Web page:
Jean Meslier's portraitHere’s a beautiful (albeit harrowing) passage from Meslier’s Superstition in All Ages:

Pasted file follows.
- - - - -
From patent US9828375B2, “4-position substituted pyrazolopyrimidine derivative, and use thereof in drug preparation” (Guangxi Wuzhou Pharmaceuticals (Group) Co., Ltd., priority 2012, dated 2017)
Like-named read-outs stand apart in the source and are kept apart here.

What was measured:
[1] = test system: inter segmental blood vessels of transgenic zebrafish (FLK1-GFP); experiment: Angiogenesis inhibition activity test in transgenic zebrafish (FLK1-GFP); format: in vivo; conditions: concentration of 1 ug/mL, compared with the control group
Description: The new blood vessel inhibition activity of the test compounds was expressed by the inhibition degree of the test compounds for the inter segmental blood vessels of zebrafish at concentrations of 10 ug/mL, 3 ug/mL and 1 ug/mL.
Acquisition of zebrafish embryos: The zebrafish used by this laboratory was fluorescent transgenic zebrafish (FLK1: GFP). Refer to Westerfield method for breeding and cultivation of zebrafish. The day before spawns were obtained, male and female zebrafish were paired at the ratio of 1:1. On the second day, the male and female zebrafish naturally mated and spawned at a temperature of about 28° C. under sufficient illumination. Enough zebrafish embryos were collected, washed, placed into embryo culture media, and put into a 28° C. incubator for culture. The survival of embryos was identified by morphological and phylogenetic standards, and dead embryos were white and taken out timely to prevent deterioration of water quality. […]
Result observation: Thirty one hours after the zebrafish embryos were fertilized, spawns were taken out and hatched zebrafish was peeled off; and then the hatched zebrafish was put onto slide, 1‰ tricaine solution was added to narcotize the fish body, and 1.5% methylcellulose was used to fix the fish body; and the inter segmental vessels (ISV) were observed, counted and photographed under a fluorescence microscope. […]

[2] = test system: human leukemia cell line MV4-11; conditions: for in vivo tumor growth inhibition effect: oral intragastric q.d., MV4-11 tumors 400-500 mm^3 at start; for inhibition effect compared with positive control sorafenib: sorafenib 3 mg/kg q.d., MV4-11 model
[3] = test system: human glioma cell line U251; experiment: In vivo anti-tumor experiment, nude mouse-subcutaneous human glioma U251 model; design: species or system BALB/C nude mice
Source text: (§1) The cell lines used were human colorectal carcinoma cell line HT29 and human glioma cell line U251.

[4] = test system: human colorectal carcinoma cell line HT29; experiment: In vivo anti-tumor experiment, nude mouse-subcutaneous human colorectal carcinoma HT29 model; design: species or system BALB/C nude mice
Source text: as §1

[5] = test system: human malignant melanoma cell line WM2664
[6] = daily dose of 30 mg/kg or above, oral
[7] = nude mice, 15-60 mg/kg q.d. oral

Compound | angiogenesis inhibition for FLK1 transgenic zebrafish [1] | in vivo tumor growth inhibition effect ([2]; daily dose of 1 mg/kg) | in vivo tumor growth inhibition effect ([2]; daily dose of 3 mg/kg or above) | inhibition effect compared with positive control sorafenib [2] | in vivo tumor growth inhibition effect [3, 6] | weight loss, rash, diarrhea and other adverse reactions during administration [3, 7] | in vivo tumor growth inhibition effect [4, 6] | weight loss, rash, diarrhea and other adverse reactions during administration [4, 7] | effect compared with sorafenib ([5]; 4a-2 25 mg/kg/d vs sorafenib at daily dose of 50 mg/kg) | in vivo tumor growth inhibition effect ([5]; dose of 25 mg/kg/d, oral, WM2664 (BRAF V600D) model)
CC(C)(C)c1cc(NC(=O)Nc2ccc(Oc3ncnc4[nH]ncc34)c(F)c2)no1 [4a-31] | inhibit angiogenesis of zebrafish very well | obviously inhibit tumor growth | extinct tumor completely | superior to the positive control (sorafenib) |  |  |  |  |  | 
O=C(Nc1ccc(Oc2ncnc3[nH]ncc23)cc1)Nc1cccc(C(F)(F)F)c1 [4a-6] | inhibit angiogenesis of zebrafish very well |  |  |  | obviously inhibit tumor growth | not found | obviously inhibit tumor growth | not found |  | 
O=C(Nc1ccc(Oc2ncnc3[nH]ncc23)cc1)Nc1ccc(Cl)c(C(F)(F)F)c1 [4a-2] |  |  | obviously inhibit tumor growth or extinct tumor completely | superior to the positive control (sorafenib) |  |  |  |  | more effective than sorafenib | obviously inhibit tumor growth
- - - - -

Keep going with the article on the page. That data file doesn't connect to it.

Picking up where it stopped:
What light could have been thrown into the minds of many famous thinkers, if, instead of occupying themselves with a useless theology, and its impertinent disputes, they had turned their attention upon intelligible and truly important objects. Half of the efforts that it cost the genius that was able to forge their religious opinions, half of the expense which their frivolous worship cost the nations, would have sufficed to enlighten them perfectly upon morality, politics, philosophy, medicine, agriculture, etc. Superstition nearly always absorbs the attention, the admiration, and the treasures of the people; they have a very expensive religion; but they have for their money, neither light, virtue, nor happiness.

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